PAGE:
property will be false."


5) In the description of the KeyboardEvent.char, I suggest you change 
"The value must be a Unicode character string" to "If the key press has 
a character representation, the value of this property will be a 
non-empty Unicode character string".

6) In the description of KeyboardEvent.key, it says "If the value is a 
character, it must match the value of the KeyboardEvent.char attribute." 
  First, is "character" formally defined somewhere, or you mean 
something like "If the key has a printable representation".  Second: 
what about the case of keyboard macros?  If I've somehow bound Ctrl-J to 
insert the string "JavaScript", then I would expect a Ctrl-J 
KeyboardEvent to have "JavaScript" as its char value and "J" as its key 
value.  If this is the correct behavior then the phrase "must match" in 
the spec is a problem.  If keyboard macros are supposed to get expanded 
into the key property, then that allows us to fake out keys that we 
don't have on our keyboards by defining keyboard macros.  In that case, 
if I define a macro to insert the string "Camera", then that macro might 
cause a webapp to behave as if the Camera key had been pressed.  (It 
almost seems like there is a security issue there...)

7) After the description of KeyboardEvent and all its properties and 
methods, there is a warning, followed by one sentence and a Note, and 
then a segue into the next section.  That one sentence ("Depending on 
the character generation device...") seems like an orphan with no home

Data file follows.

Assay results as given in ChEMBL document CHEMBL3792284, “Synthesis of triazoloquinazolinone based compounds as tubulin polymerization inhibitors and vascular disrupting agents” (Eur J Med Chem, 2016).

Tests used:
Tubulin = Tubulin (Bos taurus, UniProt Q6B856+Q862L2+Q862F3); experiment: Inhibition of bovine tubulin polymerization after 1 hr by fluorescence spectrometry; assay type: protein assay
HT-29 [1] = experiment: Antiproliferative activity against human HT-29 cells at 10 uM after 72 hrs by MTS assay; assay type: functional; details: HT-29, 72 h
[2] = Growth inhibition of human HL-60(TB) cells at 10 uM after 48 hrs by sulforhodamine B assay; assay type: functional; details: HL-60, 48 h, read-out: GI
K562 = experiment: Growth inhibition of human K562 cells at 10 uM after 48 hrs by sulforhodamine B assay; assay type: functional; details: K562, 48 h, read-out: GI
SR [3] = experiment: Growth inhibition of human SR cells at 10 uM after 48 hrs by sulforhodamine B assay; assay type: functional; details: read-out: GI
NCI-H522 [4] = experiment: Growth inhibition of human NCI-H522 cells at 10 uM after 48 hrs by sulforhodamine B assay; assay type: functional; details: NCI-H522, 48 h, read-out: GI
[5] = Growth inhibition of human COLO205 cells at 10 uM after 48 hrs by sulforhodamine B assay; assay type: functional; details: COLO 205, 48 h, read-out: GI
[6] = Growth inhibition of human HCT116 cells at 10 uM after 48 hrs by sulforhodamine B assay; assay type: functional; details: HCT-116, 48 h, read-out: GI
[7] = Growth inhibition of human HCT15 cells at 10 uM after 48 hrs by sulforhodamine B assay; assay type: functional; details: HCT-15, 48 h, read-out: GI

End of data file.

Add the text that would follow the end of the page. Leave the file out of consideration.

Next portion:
and no context.  Can it and its note go at the beginning of the section? 
  Or in the section that follows?

8) In the boxes describing keydown, keyup and keypress, you describe the 
altKey, and related event properties using the word "depressed". 
Elsewhere you've used vaguer language like "activated", and I've assumed 
that is to account for the possibility of locking modifier keys for 
accessibility reasons.  If so, you should probably change "key is 
depressed" to "modifier is active" in these boxes.  (Past tense might 
actually be better: "modifier was active").

9) The keypress, keydown and keyup boxes don't list the char or keyCode 
properties of KeyboardEvent.  And they don't have values filled in for 
key and location.

10) "Whether or not a keydown contributes to the generation of a text 
event is implementation dependent."  Do you mean specifically a 
textInput event here?

11) The description of the keydown event says that the default action of 
a keydown is to dispatch a textInput event for events that generate 
text.  But above, at the start of 5.2.6.1, it says that keypress is 
generated before textInput.  One or the other of these must be wrong.

12) Minor typo in the 3rd bullet after keydown: You should probably have 
a little blue box around the Tab key.  Also, is it okay to hardcode Tab, 
Enter and Space here or do you need to do some kind of OS-dependent 
hand-waving to account for the possibility of operating systems that use 
different keys for moving keyboard focus and activating UI elements?

13) The 2nd sentence of the keypress and keydown event descriptions 
reference the keydown event in an apparent copy-and-paste error.

14) The keypress box says that the keypress event can trigger textInput 
as a default action.  But that is never described in more detail after 
the box.

	David Flanagan
Received on Thursday, 14 October 2010 20:26:01 GMT